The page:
Medical research

Artificial muscle sheets transform stem cells into bone

Specifically programmed materials can, under specific conditions, encourage stem cells to transform into bone cells—as revealed by a German research team under the leadership of the Helmholtz-Zentrum Geesthacht, Centre ...

Radiology & Imaging

Machine learning, imaging technique may boost colon cancer diagnosis

Colorectal cancer is the second most common type of cancer worldwide, with about 90 percent of cases occurring in people 50 or older. Arising from the inner surface, or muscosal layer, of the colon, cancerous cells can penetrate ...

Oncology & Cancer

New strategy for treating the most aggressive type of brain cancer

Researchers from the University of São Paulo (USP) in Brazil have developed a strategy for treating the most aggressive type of brain cancer in adults that combines a photoactive molecule and a chemotherapeutic agent—both ...

Medical research

Optoceutics: A new technique using light for regenerative medicine

Using light to facilitate the formation of new blood vessels—it is the breakthrough outcome of a research study carried out by researchers at Istituto Italiano di Tecnologia (IIT) in Milan (Italy). The study was published ...

Medical research

Engineering the meniscus

Damage to the meniscus is common, but there remains an unmet need for improved restorative therapies that can overcome poor healing in the avascular regions. Now, researchers have reported a new method that may help by growing ...

Medical research

Mast cell expansion from blood

Mast cells are critically involved in immunity and immune disorders. However, they are rarely cultured ex vivo for experimental manipulation because of the difficulty in isolating useful numbers and limitations related to ...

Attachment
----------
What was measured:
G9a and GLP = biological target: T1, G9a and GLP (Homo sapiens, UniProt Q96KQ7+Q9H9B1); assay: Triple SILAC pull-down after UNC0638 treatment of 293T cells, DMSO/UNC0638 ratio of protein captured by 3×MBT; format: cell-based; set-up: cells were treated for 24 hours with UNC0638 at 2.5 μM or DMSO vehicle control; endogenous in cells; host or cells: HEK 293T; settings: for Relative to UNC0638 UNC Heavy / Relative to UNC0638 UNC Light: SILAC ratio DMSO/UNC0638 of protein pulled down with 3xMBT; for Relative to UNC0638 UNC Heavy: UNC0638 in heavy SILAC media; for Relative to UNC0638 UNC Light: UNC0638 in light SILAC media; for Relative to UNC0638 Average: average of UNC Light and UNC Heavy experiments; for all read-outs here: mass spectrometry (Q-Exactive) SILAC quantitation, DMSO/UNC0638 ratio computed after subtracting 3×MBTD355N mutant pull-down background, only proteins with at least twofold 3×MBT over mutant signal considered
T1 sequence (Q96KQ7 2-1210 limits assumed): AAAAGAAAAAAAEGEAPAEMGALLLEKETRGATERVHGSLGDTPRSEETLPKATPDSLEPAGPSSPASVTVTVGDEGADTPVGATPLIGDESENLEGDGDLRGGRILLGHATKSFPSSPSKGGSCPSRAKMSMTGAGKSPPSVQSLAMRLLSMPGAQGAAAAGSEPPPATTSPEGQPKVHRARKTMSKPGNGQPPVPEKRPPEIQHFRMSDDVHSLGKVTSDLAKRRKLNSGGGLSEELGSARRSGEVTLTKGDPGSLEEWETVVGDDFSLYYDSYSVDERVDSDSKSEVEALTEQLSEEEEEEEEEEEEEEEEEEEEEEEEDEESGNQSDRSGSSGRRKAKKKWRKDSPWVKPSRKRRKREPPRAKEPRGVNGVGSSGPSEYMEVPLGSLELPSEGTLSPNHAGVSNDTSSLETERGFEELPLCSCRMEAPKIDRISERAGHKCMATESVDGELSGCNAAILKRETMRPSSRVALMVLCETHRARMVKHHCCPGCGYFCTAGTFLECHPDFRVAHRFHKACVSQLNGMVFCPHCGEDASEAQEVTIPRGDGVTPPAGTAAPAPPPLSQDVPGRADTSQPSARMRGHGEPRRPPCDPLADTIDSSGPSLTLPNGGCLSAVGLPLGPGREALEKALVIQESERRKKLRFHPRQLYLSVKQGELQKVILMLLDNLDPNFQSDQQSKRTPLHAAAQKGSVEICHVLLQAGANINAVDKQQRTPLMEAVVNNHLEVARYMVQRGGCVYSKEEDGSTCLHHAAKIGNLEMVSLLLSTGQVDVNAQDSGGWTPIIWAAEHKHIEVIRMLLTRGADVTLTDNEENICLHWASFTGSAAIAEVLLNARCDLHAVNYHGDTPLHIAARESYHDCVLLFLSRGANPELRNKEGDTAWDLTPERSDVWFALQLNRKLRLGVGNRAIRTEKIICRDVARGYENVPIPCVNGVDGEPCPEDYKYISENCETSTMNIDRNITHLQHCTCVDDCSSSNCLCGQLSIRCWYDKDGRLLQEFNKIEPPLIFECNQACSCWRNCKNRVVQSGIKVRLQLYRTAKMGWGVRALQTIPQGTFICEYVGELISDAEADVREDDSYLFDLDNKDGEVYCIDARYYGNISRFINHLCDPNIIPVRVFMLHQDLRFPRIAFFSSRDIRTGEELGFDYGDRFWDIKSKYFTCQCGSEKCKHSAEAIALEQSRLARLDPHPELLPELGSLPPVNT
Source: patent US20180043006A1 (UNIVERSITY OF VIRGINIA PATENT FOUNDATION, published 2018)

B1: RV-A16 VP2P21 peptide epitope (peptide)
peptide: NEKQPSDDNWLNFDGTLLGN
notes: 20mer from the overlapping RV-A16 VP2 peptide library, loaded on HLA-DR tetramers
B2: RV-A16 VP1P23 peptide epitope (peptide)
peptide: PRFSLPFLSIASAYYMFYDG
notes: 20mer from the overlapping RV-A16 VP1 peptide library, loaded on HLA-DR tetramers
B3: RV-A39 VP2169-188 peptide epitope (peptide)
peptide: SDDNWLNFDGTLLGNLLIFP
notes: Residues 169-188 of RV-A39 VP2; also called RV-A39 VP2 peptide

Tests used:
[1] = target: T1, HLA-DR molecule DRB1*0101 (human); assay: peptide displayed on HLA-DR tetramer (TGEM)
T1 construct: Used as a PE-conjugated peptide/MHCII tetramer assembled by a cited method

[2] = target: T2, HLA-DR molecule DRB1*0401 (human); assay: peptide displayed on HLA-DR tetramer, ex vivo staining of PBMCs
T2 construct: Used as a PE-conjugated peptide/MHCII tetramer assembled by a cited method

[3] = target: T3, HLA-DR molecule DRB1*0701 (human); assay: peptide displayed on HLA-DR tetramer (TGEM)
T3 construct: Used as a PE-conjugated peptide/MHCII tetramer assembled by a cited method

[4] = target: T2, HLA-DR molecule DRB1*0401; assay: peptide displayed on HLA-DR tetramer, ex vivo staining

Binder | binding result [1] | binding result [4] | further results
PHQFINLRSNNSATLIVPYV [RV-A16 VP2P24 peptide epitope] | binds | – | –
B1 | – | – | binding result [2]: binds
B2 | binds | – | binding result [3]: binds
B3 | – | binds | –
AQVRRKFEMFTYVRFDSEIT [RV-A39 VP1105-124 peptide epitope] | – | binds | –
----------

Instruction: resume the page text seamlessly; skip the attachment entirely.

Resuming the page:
Medical research

Artificially engineering the intestine

Short bowel syndrome is a debilitating condition with few treatment options, and these treatments have limited efficacy. The ability to grow artificial intestine is a coveted goal with the potential to profoundly improve ...

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Tissue engineering

Tissue engineering was once categorised as a subfield of Biomaterials, but having grown in scope and importance it can be considered as a field in its own right. It is the use of a combination of cells, engineering and materials methods, and suitable biochemical and physio-chemical factors to improve or replace biological functions. While most definitions of tissue engineering cover a broad range of applications, in practice the term is closely associated with applications that repair or replace portions of or whole tissues (i.e., bone, cartilage, blood vessels, bladder, etc.). Often, the tissues involved require certain mechanical and structural properties for proper functioning. The term has also been applied to efforts to perform specific biochemical functions using cells within an artificially-created support system (e.g. an artificial pancreas, or a bioartificial liver). The term regenerative medicine is often used synonymously with tissue engineering, although those involved in regenerative medicine place more emphasis on the use of stem cells to produce tissues.

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